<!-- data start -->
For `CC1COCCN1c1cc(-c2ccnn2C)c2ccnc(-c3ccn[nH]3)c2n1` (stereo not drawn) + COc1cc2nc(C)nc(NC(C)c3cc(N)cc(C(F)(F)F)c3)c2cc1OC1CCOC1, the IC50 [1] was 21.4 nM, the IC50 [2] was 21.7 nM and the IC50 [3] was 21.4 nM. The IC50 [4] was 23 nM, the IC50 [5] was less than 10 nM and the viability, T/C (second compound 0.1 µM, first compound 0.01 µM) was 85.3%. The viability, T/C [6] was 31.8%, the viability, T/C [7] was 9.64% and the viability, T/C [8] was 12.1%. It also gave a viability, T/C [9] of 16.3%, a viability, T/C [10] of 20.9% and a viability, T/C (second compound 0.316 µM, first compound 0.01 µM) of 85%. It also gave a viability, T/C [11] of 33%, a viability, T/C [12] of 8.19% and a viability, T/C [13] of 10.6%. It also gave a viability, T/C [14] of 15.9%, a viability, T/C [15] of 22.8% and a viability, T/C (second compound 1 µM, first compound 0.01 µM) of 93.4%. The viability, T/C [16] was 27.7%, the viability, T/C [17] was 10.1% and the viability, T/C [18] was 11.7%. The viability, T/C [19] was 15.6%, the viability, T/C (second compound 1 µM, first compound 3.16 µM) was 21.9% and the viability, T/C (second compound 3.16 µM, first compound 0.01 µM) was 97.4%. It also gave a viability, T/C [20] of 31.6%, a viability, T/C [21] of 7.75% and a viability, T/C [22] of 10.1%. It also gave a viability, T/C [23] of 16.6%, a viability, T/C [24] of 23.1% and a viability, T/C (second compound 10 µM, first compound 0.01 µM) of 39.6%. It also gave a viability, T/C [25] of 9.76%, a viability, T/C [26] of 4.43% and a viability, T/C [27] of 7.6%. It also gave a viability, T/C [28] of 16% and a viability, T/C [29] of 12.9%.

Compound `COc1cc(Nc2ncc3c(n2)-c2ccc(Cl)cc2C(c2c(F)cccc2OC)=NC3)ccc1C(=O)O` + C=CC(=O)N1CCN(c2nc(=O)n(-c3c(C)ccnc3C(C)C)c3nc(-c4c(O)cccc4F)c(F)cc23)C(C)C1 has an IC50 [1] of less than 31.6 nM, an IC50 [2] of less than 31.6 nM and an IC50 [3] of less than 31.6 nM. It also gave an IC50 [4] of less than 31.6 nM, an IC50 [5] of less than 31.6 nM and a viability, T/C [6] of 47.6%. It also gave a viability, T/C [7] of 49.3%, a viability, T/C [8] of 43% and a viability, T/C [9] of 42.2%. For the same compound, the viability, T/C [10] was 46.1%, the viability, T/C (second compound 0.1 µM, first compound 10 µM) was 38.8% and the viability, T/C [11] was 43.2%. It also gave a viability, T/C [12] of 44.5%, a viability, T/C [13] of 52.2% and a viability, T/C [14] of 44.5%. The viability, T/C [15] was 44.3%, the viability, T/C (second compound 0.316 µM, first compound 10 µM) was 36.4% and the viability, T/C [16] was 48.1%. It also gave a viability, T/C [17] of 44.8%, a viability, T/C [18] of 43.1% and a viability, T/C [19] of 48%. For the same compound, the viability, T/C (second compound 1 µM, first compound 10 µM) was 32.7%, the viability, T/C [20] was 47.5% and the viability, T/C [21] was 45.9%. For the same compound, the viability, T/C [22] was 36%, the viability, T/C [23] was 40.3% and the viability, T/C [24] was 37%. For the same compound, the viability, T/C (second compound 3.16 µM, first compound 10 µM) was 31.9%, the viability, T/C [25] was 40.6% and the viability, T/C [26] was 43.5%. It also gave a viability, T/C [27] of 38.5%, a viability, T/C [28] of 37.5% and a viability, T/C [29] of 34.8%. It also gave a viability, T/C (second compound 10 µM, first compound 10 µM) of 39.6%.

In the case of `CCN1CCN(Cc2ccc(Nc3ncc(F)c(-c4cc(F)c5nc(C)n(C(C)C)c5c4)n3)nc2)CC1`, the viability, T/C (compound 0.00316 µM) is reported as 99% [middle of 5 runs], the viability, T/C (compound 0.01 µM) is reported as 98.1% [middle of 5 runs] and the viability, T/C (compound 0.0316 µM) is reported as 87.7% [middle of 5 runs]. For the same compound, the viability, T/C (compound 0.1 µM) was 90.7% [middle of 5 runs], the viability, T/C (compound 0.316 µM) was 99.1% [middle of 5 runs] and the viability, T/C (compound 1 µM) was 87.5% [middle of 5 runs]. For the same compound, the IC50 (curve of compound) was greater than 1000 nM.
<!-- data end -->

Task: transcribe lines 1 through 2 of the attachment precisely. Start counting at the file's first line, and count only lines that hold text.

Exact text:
For `CC1COCCN1c1cc(-c2ccnn2C)c2ccnc(-c3ccn[nH]3)c2n1` (stereo not drawn) + COc1cc2nc(C)nc(NC(C)c3cc(N)cc(C(F)(F)F)c3)c2cc1OC1CCOC1, the IC50 [1] was 21.4 nM, the IC50 [2] was 21.7 nM and the IC50 [3] was 21.4 nM. The IC50 [4] was 23 nM, the IC50 [5] was less than 10 nM and the viability, T/C (second compound 0.1 µM, first compound 0.01 µM) was 85.3%. The viability, T/C [6] was 31.8%, the viability, T/C [7] was 9.64% and the viability, T/C [8] was 12.1%. It also gave a viability, T/C [9] of 16.3%, a viability, T/C [10] of 20.9% and a viability, T/C (second compound 0.316 µM, first compound 0.01 µM) of 85%. It also gave a viability, T/C [11] of 33%, a viability, T/C [12] of 8.19% and a viability, T/C [13] of 10.6%. It also gave a viability, T/C [14] of 15.9%, a viability, T/C [15] of 22.8% and a viability, T/C (second compound 1 µM, first compound 0.01 µM) of 93.4%. The viability, T/C [16] was 27.7%, the viability, T/C [17] was 10.1% and the viability, T/C [18] was 11.7%. The viability, T/C [19] was 15.6%, the viability, T/C (second compound 1 µM, first compound 3.16 µM) was 21.9% and the viability, T/C (second compound 3.16 µM, first compound 0.01 µM) was 97.4%. It also gave a viability, T/C [20] of 31.6%, a viability, T/C [21] of 7.75% and a viability, T/C [22] of 10.1%. It also gave a viability, T/C [23] of 16.6%, a viability, T/C [24] of 23.1% and a viability, T/C (second compound 10 µM, first compound 0.01 µM) of 39.6%. It also gave a viability, T/C [25] of 9.76%, a viability, T/C [26] of 4.43% and a viability, T/C [27] of 7.6%. It also gave a viability, T/C [28] of 16% and a viability, T/C [29] of 12.9%.

Compound `COc1cc(Nc2ncc3c(n2)-c2ccc(Cl)cc2C(c2c(F)cccc2OC)=NC3)ccc1C(=O)O` + C=CC(=O)N1CCN(c2nc(=O)n(-c3c(C)ccnc3C(C)C)c3nc(-c4c(O)cccc4F)c(F)cc23)C(C)C1 has an IC50 [1] of less than 31.6 nM, an IC50 [2] of less than 31.6 nM and an IC50 [3] of less than 31.6 nM. It also gave an IC50 [4] of less than 31.6 nM, an IC50 [5] of less than 31.6 nM and a viability, T/C [6] of 47.6%. It also gave a viability, T/C [7] of 49.3%, a viability, T/C [8] of 43% and a viability, T/C [9] of 42.2%. For the same compound, the viability, T/C [10] was 46.1%, the viability, T/C (second compound 0.1 µM, first compound 10 µM) was 38.8% and the viability, T/C [11] was 43.2%. It also gave a viability, T/C [12] of 44.5%, a viability, T/C [13] of 52.2% and a viability, T/C [14] of 44.5%. The viability, T/C [15] was 44.3%, the viability, T/C (second compound 0.316 µM, first compound 10 µM) was 36.4% and the viability, T/C [16] was 48.1%. It also gave a viability, T/C [17] of 44.8%, a viability, T/C [18] of 43.1% and a viability, T/C [19] of 48%. For the same compound, the viability, T/C (second compound 1 µM, first compound 10 µM) was 32.7%, the viability, T/C [20] was 47.5% and the viability, T/C [21] was 45.9%. For the same compound, the viability, T/C [22] was 36%, the viability, T/C [23] was 40.3% and the viability, T/C [24] was 37%. For the same compound, the viability, T/C (second compound 3.16 µM, first compound 10 µM) was 31.9%, the viability, T/C [25] was 40.6% and the viability, T/C [26] was 43.5%. It also gave a viability, T/C [27] of 38.5%, a viability, T/C [28] of 37.5% and a viability, T/C [29] of 34.8%. It also gave a viability, T/C (second compound 10 µM, first compound 10 µM) of 39.6%.